It happened within three minutes of answering the doorbell on a recent Friday afternoon. Pulling my fingers out of a bowl of kneidlach batter that I’m dropping into my boiling soup, I run to the door to find two meshulachim, “emissaries” from eretz Yisroel, smiling benignly.
In my ears echo the sounds of a household in chaotic pre-Shabbos countdown — vacuum wailing, toilet bowls being brushed and flushed, cats howling as I step on their tails, daughter asking, “Did I do my chores yet?”
This chorus mixes with the usual unresolved tensions of the waning week as I rush to greet the guys who, I know, will expect me, as a matter of Jewish good citizenship, to drop everything, listen to their tales, and write each a check with a saiver panim yafos (pleasant demeanor) worthy of the patriarch, Shammai.
But not this week!
As Tweedledum enters the hallway, he launches a non-stop monologue about the depth of his need, the mystical bonds of brotherhood that connected his soul to mine from the moment of Sinai, and the blessings he will call upon my head, and the heads of my children, in return for my help in reaching a sum sufficient to stage his upcoming wedding, af a gitte shu’a (in a propitious time), b’ezras Hashem!”
Obediently, I bend down to write my check, hoping only to be spared some ill-conceived d’var Torah in yeshivish so that I can return to my matzoh balls and advance to the cement-like deposit of kitty litter awaiting Aviva and me in the basement.
And then it happened.
Peeking over my shoulder as I enter the figure $10.00 on my check, my soulmate interjects: “Ulai ta’aseh maamatz?” — Can you maybe make an effort? — “I have a lot of expenses — flowers, a photographer, and lots of relatives, kinaynhora, I’m flying in from chutz la’aretz!”
So I lost it.
Thinking of the many months gone by since I’d had the cash to put aside in Aviva’s college knippl (her and her sister’s weddings, no doubt, will be funded by Visa), I roared out: “Maybe you can fire the photographer? And where do you get the airfare, meal money, and lost work time to wander the States hitting up people like me to fund your lifestyle? Maybe you can give me a cut? Yer outahere!”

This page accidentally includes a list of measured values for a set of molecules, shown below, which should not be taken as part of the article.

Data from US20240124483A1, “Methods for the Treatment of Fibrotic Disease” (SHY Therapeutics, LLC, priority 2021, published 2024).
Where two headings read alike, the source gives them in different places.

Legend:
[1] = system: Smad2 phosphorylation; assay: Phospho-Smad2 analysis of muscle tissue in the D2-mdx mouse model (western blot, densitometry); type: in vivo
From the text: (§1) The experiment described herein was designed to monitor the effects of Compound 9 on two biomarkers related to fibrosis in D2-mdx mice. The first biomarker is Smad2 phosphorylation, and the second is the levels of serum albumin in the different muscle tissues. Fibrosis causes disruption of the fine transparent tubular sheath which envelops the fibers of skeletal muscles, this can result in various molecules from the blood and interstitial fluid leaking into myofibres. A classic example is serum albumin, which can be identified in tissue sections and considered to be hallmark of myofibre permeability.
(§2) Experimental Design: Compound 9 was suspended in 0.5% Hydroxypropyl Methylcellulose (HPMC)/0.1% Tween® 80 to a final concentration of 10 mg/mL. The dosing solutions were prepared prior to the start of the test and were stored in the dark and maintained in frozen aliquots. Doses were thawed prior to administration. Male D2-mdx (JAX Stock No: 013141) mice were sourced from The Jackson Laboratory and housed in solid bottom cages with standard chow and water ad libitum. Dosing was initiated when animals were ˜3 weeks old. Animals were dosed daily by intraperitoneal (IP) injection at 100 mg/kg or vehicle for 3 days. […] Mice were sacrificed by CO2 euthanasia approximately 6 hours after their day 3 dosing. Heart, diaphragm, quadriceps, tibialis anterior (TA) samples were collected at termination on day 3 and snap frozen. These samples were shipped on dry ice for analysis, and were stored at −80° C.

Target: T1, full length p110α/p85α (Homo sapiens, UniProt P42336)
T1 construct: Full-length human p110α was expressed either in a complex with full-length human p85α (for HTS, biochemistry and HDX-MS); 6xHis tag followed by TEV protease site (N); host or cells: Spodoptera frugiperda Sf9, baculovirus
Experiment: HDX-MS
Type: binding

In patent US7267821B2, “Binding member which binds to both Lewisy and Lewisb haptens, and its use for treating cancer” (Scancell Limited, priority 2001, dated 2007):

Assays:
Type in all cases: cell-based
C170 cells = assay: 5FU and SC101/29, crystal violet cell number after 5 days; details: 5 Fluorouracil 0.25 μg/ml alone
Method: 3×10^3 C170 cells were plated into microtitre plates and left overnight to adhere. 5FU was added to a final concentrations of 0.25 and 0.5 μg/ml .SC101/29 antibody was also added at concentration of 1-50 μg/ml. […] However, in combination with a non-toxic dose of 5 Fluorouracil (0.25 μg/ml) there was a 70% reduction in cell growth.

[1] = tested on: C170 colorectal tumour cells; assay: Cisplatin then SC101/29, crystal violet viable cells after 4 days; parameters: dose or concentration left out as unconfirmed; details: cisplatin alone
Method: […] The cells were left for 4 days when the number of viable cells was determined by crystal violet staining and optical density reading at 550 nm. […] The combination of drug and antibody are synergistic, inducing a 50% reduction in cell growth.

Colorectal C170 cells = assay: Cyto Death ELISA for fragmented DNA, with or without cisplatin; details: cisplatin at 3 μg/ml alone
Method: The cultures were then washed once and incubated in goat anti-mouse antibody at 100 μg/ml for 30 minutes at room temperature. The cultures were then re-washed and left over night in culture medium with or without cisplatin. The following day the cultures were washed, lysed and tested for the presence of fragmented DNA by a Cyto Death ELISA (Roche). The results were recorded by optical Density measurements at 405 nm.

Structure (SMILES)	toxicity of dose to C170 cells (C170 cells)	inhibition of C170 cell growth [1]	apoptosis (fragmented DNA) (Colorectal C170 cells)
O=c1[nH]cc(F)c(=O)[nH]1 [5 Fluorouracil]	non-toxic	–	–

While I sought a large bludgeon, Dum and Dee were out the door, falling over each other as they scrambled down the street, coats flapping, my X-rated maledictions trailing after them in the erev Shabbos ethers. Like all Boomer ba’alei teshuvah, my spontaneous Anglo-Saxon maledictions surpass in fluency my formulaic Hebrew benedictions.
Time for a little perspective. Most meshulachim are not rude. In fact, over the years, there have been many whose annual visits I anticipate. One, a family favorite, even invited us to his own wedding in Yerushalayim. Most, as far as I can tell, labor for institutions that I am honored to help — hospitals, orphanages, funds to aid victims of war and terror, yeshivas — and do so with great self-sacrifice despite age and infirmity.
The fact is, the halachic concept of tzedakah is clear that the meshulach is performing a service for the tzedakah donor, enabling us to imitate the goodness of the Creator, whom we beseech to “open Your hands, and give well-being freely to all living things.” So we need the needy — and their agent, the meshulach — as much as they need us. Through them we fulfill the moral mandate of building and sustaining the Jewish community.
The question, though, is: how many of those ringing our bells are truly needy themselves or effectively representing those in need? While all of those who work the Seward Park-Hawthorne Hills-Eastside triangle carry a document issued by Seattle’s Va’ad HaRabbanim attesting to their legitimacy, the word on the street is that a growing number seem to be ignoring the Va’ad’s explicit ground rules.
Item: representatives of institutions are not supposed to collect for their personal needs. Yet, who among us, after writing out a check for the learning-disabled children of this or that Galilean development town, has not heard: “Oh, by the way, can you spare a little something for my daughter’s hassene? My mother’s surgery?”
Item: a meshulach’s manners should reflect the dignity of his mission, and the donor’s response should be gracious and as generous as possible. But where is that standard when our doorbells ring three or four times a night to reveal assertive men, sometimes in pairs, pulling from their coats tattered copies of last year’s check, suggesting that this year “you can maybe do better!”
Can I give tzedakah in the proper spirit of gratitude when I suspect that the guy pocketing my check thinks I’m some rich, American freier — a sucker? Many of us have households with two wage-earning adults that can’t manage a Bar or Bat Mitzvah at the Kotel (or maybe even day school tuition). So how is it that the pauper at our door is raising his daughter’s dowry by running up expenses that include a round-trip trans-Atlantic flight, journeys to15 major Jewish metropolitan centers from New York to L.A., and three months of lost work? I await the math.
Meanwhile, I’ve posted this notice above my doorbell in Hebrew and English: “We offer the sum of $1 to all who knock on our door or ring our bell for a charitable contribution, unless they have made a personal appointment at least 24 hours in advance by phone.”
I’ll be sure to let you know how it works!
Martin Jaffee teaches in both the Comparative Religion and Jewish Studies programs at the University of Washington. When not masquerading as a journalist, he writes on the history of Talmudic literature as well as theoretical problems in the study of religion.